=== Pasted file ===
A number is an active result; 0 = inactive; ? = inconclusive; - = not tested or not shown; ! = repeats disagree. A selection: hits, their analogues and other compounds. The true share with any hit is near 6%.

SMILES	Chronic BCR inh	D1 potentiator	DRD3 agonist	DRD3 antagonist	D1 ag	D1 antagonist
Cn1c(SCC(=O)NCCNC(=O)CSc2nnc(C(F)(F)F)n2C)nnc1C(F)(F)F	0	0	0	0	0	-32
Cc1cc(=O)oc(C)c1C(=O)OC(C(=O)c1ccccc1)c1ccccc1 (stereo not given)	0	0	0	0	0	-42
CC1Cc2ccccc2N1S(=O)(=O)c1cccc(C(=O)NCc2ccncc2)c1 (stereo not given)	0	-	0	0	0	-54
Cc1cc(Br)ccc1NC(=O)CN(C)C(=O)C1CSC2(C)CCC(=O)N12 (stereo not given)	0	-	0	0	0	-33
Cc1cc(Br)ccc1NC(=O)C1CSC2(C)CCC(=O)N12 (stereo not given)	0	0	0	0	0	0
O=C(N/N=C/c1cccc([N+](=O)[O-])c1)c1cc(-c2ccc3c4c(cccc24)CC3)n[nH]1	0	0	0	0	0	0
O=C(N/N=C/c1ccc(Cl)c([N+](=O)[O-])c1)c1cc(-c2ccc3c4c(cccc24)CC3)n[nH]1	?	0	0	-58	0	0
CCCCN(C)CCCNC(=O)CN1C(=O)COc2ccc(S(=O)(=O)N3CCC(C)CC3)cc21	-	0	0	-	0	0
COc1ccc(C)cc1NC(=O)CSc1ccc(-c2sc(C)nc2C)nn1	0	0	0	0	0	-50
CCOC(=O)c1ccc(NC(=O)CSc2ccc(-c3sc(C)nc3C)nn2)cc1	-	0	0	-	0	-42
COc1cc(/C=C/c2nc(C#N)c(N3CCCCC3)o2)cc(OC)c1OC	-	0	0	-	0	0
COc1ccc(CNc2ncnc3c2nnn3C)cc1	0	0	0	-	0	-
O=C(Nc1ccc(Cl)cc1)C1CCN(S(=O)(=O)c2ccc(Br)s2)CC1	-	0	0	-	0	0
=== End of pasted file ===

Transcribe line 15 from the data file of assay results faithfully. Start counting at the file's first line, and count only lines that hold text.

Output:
O=C(Nc1ccc(Cl)cc1)C1CCN(S(=O)(=O)c2ccc(Br)s2)CC1	-	0	0	-	0	0